So, my snake luck has been rather- well, I’ve seen a lot of snakes lately.   Part of this has to do with Snake Road.  Part of it is just my extreme luck at this time of year.  First, it was  this, sticking up out of the grass along a road in the Shawnee National Forest as I drove by:


This morphed into a lifer, two-foot long Timber Rattlesnake (Crotalus horridus), a State-Threatened species and the third venomous snake species I’ve found this year- just sitting in the grass on the side of a random road.  I maintained a safe distance- this is the most venomous of Illinois’ snakes, albeit also the least likely to bite a human in Illinois.


Timber Rattlesnakes can grow to about double this length or more.  Snakes never stop growing- they just usually die at about a certain length.  They do slow down once they reach maturity.


I took a video as the snake crossed back into the woods to get away from me.  The battery of my camera ran out as I took the video, but I still managed a decent clip:

Lifer Timber Rattlesnake

While off and about, I also discovered this skink, probably a Five-lined Skink (Plestiodon fasciatus), on a rock ledge.  I’m still not used to just finding lizards while hiking.


Not far from it,  someone I was hiking with found an Eastern Box Turtle (Terrapene carolina) in the undergrowth.  They are quite active this time of year, looking to build up food reserves before winter.  One sign of their existence is triangle gaps bitten off a mushroom, though a Box Turtle will eat a wide variety of food, including mushrooms, leaves, berries, insects, worms, and even carrion.  One Box Turtle even ate a live bird that was trapped in a banding net!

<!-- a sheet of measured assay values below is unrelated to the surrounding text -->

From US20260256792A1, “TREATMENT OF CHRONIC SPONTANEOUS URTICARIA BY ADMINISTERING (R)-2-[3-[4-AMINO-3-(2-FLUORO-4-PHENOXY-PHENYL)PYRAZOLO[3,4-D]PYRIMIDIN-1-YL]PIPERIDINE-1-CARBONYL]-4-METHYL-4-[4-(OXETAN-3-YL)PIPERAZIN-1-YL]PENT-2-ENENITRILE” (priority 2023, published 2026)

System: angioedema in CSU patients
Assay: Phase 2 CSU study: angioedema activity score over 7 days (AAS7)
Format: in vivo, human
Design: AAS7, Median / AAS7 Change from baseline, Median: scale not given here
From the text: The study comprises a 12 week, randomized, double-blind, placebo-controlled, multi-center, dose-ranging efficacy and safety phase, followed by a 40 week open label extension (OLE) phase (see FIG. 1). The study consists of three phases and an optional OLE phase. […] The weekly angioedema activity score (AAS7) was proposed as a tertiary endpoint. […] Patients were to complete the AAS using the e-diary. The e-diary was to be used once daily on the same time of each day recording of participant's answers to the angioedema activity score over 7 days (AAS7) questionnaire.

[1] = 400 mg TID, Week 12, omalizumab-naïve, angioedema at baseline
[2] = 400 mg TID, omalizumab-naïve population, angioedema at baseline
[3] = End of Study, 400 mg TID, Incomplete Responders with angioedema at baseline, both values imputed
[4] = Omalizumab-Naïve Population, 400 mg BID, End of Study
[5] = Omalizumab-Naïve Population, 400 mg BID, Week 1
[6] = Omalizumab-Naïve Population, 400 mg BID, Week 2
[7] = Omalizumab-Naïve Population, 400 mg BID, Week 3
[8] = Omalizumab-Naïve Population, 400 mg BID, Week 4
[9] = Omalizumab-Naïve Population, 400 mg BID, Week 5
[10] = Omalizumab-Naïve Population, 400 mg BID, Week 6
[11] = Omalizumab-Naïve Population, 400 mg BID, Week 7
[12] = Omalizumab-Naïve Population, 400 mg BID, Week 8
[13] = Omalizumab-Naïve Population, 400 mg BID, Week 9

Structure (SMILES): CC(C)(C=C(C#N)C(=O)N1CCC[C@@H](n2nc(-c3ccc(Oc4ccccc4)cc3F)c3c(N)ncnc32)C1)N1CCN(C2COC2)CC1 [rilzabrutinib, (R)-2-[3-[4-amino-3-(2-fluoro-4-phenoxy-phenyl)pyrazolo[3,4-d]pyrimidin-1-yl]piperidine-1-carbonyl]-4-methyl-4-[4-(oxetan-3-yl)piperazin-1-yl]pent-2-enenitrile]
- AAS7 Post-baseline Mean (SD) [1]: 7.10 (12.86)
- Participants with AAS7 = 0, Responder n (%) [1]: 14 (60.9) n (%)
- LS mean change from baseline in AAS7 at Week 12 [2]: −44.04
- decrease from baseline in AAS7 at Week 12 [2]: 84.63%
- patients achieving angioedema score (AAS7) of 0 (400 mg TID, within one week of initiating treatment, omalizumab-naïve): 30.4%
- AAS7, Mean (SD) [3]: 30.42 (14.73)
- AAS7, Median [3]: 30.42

We took it out for a brief look before replacing it in the undergrowth where we found it:


After this, I wandered over to Grand Tower Island for some birds:


Eastern Bluebirds (Sialia sialis) have begun to appear widely. I suspect these are migrants.


Immature Bald Eagles  (Haliaeetus leucocephalus) cruised overhead, though the mature bird seems to have left for other waters.  This individual is growing some white in the tail.


Hundreds of Great Egrets (Ardea alba) have congregated here of late.  While not a rare bird, seeing more than a hundred of such a large species is always an impressive sight! I suspect this is a staging sight (a spot where migrants gather to form into flocks), or perhaps just a stopover site for food and shelter as the egrets migrate southwards.


Double-crested Cormorants (Phalacrocorax auritus) have declined in number, however as the fish population has died off in the drying sloughs nearby..  This one decided to fly off.


Several Turkey Vultures (Cathartes aura) and Black Vultures (Coragyps atratus), along with hundreds of Fish Crows (Corvus ossifragus), congregated to eat dead fish.   The sloughs here are filled with Asian carp (Hypophthalmichthys spp.) that died as the water quality and food supply dwindled out.  It reeks, and it also attracts plenty of wildlife…


Raccoons (Procyon lotor)  seem to be considerably more abundant in these lowlands than I am used to.  Perhaps they’re just more diurnal in the absence of humans.  Either way, I saw this one well before sunset, having a nice meal of rotting fish.  I’ve named it Smeagol.